The last half of 2020 will provide an amazing opportunity to observe and image planets. Already, Jupiter and Saturn rise to the east as the Sun sets, and Mars will join them shortly as it approaches a fine opposition in October.
One of the best ways to capture images of planets at the eyepiece is a method known as image stacking. This is simply carried out by running video with a camera connected to the telescope, and using a processing program to clean and stack images to tease out detail. This technique is known as ‘lucky imaging,’ and takes advantage of capturing fleeting moments of steady seeing while the turbulent atmosphere roils and shimmers in the view.
It’s strange to think: I’ve been image stacking with a planetary webcam for nearly two decades now. Early amateur pioneers were simply modifying off-the-shelf webcams by removing the existing lens and affixing an eyepiece barrel, to attach the camera at the prime focus of the telescope. I used an inexpensive 20$ Logitech webcam for years, before recently upgrading to a dedicated ZWO ASI 120MC-S camera (MSRP $149 US). This camera has a 1.2 megapixel (1280 x 960 array) color imaging sensor, allowing for fast 72 frames a second capture at full resolution.
Such an upgrade is like going from driving a Pinto to a Lexus. Other new planetary and deep-sky imaging cameras on the market from the company include the ZWO ASI 178MC camera at $350 US, up to the high-end ZWO ASI 1600MM camera at $1,280 US.
How image stacking works
Image stacking increases the signal versus noise ratio, bringing out delicate planetary detail while cleaning out unwanted noise caused by poor seeing conditions, temperature changes, and even cosmic ray hits. The first stage any user must master is focusing and acquiring the planetary target. I like to crank the gain up, which overexposes the target planet, but makes it much easier to find and center on the screen. Sometimes, the slightly out-of-focus planet is lurking, just off to the side out of view. The field of view of many planetary cameras is often narrow, perhaps just a dozen arcminutes wide.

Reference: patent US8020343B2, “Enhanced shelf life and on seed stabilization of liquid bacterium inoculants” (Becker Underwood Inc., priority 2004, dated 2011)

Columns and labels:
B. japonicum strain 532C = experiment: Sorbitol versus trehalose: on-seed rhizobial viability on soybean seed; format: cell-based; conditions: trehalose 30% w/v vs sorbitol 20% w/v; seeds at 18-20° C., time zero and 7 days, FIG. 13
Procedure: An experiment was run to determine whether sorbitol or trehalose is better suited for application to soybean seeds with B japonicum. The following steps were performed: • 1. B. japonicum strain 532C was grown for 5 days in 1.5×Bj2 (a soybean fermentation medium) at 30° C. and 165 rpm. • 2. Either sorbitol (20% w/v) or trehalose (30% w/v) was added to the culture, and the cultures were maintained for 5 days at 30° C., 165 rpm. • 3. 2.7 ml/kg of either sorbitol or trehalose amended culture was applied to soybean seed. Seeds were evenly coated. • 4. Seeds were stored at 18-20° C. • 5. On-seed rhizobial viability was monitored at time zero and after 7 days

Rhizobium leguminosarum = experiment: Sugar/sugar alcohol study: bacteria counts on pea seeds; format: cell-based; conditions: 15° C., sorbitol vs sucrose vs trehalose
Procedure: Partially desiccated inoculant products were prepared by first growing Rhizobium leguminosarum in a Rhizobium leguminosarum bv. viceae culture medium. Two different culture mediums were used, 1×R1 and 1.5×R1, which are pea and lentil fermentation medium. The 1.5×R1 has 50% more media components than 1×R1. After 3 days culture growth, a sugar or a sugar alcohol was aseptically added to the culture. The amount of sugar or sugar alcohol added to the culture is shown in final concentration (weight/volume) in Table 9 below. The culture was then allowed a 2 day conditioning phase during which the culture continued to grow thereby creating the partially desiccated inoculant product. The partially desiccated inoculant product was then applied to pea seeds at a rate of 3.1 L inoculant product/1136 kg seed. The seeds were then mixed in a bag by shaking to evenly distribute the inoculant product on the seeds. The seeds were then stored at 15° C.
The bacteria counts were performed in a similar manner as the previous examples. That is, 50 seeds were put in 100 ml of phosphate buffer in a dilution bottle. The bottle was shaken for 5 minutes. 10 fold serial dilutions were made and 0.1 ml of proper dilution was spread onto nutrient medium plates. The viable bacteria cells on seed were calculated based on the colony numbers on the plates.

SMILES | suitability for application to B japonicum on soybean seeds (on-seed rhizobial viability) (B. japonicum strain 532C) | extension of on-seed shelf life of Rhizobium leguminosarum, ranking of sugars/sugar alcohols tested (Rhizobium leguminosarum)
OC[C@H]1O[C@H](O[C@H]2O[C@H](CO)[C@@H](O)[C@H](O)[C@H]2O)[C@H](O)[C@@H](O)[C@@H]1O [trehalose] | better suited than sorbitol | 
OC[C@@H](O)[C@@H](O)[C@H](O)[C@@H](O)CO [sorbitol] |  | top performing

Then you’ll want a razor-sharp focus before you begin capturing frames. A focusing mask can help with attaining a fine focus, which is necessary for seeing planetary detail. Aperture focusing masks are commercially available, or you can build a simple one out of cardboard by cutting three equally spaced holes in a triangle-shaped pattern. Some image capturing programs even include a digital focus routine.
A tracking mount aids immensely in capturing quick video sequences, though it’s not essential; I’ve successfully tracked a target during image acquisition by hand, slowly guiding the telescope in azimuth and elevation. For years, we used K3CCDTools ($49 US) for camera control… now, we use Fire Capture (by donation) to control the camera and acquire images. One caveat: video capturing creates large files, and quickly eats up precious laptop hard-drive space. I use an external one terabyte hard-drive to save capture files (and save my laptop disk space!)
The next workflow phase is image processing. For years, I used a program known as Registax; today, a common free program many observers use is called AutoStakkert! A stacking program will align, analyze and stack images automatically, and can be set to reject all but the very best images; I usually set the limit at 10 percent. I usually do a final cleanup in Adobe Photoshop or Lightroom, helping to remove the image noise, sharpen and adjust the brightness and contrast.
When not to stack
Ironically, there are limited situations were you may not want to stack images. Stacking, for example, will remove spurious or moving targets that may still be of interest. These can include impact flashes that can turn up in video review, or things that may ‘photobomb’ deep-sky images, to include asteroids or comets . . . of course, this sort of automatic removal is handy, when it comes to unwanted streaks of aircraft or satellites.
Clear skies for planetary observing season 2020!